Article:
such _proposition e.g., observations of Kania C.J. in Advani's case(1) at p.
633, of Mukherjea J. at p. 669 and of S. R. Das J., at p.
715; and in my judgment the observations of
Lord Reid in Ridge v. Baldwin and others(1) which counsel for the petitioner
leans upon, do not support that proposition. In Ridge's case(1) the watch
committee of a Borough in purported exercise of powers conferred on them by S.
191(4) of the Municipal Corporations Act, 1882 dismissed a chief constable from
his office, without formulating a specific charge, and without informing him of
the grounds on which they proposed to proceed, and without giving him an
opportunity to present his case. The watch committee in arriving at its
decision considered, inter alia, his own statements in evidence and the
observations made by the Judge who tried a case against him of (1)  S. C.
R. 621 (2) L R.  A. C. 40.
250 conspiracy to obstruct the course of
justice. The chief constable then brought an action against the watch committee
for a declaration that his dismissal was "illegal, ultra vires and
void". The House of Lords by a majority held that the chief constable
could be dismissed by the watch committee only on grounds stated in s. 191(4)
of the Act of 1882, and as they dismissed him on the ground of neglect of duty,
they were bound to observe the principles of natural justice. The power of
dismissal under s. 191(4) of Act 1882 could not in the view of the house be
exercised until the watch committee had informed the chief constable of the
grounds on which they proposed to proceed and had given him a proper
opportunity to present his case in defence, and the resolution of the watch
Committee without giving that information and affording him an opportunity to
defend himself was null and void. Ridge's case(1) does not support the broad
proposition that no order of public authority which affects the rights of a
person may be made, without giving that person an opportunity of making a
representation against the proposed order and the observations made on pp.
72 & 73 of the Report are clearly against
any such proposition. The House was dealing with a case involving the
interpretation of a statute enacted at a time when, as the Parliament was well
aware, the courts habitually applied the principles of natural justice to
Provisions like s. 191 (4) of the Act of 1882. The principal criticism of Lord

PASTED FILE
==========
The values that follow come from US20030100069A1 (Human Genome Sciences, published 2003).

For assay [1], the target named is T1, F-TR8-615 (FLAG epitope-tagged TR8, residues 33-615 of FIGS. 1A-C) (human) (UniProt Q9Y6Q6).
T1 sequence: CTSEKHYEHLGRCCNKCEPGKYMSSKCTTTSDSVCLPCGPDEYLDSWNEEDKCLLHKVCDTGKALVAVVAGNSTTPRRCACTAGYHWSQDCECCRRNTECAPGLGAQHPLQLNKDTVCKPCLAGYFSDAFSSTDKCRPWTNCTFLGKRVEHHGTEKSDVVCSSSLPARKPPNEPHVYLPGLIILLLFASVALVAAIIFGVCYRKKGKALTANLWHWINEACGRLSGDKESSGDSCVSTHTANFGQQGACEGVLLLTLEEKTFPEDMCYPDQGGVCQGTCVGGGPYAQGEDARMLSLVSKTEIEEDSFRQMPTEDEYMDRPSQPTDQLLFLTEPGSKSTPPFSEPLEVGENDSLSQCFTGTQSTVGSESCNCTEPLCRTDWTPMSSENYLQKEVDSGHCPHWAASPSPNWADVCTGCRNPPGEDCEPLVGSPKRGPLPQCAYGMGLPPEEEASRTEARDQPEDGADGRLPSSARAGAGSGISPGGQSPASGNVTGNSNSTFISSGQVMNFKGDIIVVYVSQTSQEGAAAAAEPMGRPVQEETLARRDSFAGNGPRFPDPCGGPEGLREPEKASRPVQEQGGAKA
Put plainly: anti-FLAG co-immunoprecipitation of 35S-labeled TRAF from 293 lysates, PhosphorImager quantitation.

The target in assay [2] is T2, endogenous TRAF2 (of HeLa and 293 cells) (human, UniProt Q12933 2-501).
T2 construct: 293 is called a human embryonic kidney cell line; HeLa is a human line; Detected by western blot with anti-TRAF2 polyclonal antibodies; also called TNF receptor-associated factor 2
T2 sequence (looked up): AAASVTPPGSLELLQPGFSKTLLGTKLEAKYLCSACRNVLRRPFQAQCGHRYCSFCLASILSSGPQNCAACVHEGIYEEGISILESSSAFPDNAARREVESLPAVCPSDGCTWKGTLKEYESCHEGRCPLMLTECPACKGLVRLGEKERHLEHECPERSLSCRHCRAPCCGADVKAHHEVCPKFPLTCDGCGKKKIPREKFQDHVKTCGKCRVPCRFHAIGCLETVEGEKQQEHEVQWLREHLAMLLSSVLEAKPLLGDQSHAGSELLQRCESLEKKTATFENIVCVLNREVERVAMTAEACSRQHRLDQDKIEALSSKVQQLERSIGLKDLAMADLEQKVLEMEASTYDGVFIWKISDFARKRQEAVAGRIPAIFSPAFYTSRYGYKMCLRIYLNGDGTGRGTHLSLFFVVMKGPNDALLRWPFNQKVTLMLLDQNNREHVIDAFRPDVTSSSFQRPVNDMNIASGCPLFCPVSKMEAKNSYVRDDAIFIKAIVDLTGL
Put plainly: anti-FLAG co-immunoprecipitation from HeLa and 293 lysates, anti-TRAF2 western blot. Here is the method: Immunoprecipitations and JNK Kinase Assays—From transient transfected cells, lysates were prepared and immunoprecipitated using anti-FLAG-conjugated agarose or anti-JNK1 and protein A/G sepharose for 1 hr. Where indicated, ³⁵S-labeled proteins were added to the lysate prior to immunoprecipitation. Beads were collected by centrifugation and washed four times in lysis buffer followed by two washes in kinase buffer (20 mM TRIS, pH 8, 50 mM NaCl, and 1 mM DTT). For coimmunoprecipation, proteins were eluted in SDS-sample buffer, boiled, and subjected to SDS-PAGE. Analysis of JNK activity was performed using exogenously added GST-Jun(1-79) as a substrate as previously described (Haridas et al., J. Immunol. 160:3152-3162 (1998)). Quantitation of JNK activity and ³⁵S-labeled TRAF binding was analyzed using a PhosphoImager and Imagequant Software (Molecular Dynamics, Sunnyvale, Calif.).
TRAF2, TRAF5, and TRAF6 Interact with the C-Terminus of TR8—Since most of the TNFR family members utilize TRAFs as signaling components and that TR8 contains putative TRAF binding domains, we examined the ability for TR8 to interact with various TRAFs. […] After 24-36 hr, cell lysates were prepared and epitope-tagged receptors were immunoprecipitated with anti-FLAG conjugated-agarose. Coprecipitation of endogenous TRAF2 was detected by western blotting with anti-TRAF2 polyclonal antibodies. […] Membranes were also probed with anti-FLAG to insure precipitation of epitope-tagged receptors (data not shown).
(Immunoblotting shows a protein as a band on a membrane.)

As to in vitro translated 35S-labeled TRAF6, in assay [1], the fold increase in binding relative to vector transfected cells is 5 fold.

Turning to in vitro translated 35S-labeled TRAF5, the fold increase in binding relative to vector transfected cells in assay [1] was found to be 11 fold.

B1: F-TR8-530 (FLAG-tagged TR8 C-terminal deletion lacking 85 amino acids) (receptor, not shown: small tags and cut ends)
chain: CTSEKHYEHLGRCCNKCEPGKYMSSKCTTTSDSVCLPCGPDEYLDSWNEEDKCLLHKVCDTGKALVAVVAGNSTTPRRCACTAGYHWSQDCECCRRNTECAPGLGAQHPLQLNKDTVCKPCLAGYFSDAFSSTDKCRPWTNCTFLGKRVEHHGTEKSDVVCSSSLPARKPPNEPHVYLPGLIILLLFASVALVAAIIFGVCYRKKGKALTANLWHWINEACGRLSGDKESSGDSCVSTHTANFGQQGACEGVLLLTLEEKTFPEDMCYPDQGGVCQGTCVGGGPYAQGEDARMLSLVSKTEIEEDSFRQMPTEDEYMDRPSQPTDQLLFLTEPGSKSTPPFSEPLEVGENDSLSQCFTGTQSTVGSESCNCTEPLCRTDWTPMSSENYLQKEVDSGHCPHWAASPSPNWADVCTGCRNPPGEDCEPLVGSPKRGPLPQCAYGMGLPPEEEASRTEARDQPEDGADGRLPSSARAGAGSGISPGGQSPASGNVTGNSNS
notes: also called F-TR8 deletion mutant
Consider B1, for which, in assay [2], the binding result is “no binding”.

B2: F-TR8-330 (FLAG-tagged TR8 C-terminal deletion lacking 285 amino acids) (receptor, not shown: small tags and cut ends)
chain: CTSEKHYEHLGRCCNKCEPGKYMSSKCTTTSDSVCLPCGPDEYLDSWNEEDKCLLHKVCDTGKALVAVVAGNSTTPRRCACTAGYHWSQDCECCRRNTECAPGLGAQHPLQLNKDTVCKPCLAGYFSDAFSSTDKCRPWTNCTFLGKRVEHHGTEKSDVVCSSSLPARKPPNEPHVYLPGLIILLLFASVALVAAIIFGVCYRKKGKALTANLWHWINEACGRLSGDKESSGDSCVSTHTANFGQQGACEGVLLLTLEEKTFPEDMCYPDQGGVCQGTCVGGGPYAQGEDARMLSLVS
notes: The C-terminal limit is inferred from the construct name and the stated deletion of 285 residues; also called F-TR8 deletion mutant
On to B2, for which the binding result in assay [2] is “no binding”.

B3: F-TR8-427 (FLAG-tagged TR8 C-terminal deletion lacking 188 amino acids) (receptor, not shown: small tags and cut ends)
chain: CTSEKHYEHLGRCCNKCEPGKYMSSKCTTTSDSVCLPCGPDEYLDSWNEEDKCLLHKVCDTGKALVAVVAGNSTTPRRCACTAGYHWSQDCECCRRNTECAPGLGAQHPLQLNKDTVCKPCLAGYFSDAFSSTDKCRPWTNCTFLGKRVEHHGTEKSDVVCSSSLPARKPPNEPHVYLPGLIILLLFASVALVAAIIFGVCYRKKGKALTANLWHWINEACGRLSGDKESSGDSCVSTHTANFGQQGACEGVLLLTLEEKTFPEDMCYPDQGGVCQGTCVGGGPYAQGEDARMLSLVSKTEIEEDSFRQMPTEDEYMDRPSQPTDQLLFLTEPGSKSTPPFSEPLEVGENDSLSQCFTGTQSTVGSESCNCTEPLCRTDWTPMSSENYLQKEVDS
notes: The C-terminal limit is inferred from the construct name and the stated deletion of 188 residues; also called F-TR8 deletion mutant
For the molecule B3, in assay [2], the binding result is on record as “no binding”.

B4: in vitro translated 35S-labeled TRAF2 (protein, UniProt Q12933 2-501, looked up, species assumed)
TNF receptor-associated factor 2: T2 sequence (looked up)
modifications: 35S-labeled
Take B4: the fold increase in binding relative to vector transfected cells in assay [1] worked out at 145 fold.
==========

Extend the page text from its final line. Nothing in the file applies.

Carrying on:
Reid was directed against what he conceived was the misunderstanding of the
well known passage in the judgment of Atkin, L.J. in Rex v. Electricity
Commissioners, Ex parte London Electricity Joint Committee Company(1) in
subsequent decisions especially by Lord Hewart C.J. in Rex v. Legislative
Committee of the Church Assembly, Ex parte Haynes-Smith ( 3 ) and in the
judgment of the Privy Council in Nakkuda Ali v. Jayaratne(4)-a case from
Ceylon, Atkin L.J. in Rex v. Electricity Commissioners, Ex parte London
Electricity joint Committee Company(1) observed :
"But the operation of the writs (of
prohibition and certiorari) has extended to control the proceedings of bodies
which do not claim to be, and would not be recognised as, courts of justice.
Wherever anybody of persons having legal authority to determine questions
affecting the rights of subjects, and having the duty to act judicially, act in
excess of their legal authority, they are subject to the controlling
jurisdiction of the King's Bench Division exercised in these writs." (1)
L. R.  A. C. 40.
(2)  1 K. B 171, 205 (3)  1 K.B.
(4)  A. C. 66.
251 In dealing with a preliminary question
whether a writ of prohibition may be issued to prohibit the Legislative
Committee of the Church Assembly from proceeding with a measure called the
"Prayer Book Measure, 1927", Lord Hewart C.J. in Rex v. Legislative
Committee of the Church Assembly Ex parte Haynes Smith(1) proceeded to observe
at p. 415 :
" In order that a body may satisfy the
required test it is not enough that it should have legal authority to determine
questions affecting the rights of subjects; there must be super added to that
characteristic the further characteristic that the body has the duty to act
judicially." Lord Reid took exception to the last clause of the law so
He observed :
" If Lord Hewart meant that it is never
enough that a body simply has a duty to determine what the rights of an
individual should be, but that there must always be something more to impose on
it a duty to act judicially before it can be found to observe the principles of
natural justice, then that appears to me impossible to reconcile with the
earlier authorities." The point of the criticism was that a body invested
with authority to determine what the rights of an individual should be, may be
held to perform a judicial function without something more in the statute to
impose on it a duty to act judicially. But it was not said that whenever a body
is called upon to determine or decide some question which affects the rights of
an individual, the proceeding must be regarded as judicial.
In Nakkuda Ali v. M. F. De S. Jayaratne(2) a
decision of the Judicial Committee in a case coming from Ceylon-an order of the
Controller of Textiles in Ceylon cancelling the licence of a dealer under Rule
62 of the Defence (Control of Textiles) Regulations, 1945-a war-time
regulation-which authorised him to cancel a licence "where the Controller
had reasonable grounds to believe that any dealer was unfit to be allowed to
continue as a dealer" was challenged in the Supreme Court of Ceylon by a
petition for a writ of certiorari. The Supreme Court dismissed the petition,
and the Judicial Committee affirmed the order. In the view of the Judicial
Committee the words of Regulation 62 imposed "a condition that there must
in fact exist such reason(1)  K. B. 411.
(2)  A. C. 66.
252 able grounds, known to the controller,
before he can validly exercise the power of cancellation. But it does not
follow necessarily from this that the controller must be acting judicially in
exercising this power". The Judicial Committee observed " "It is
a long step in the argument to say that because a man is enjoined that he must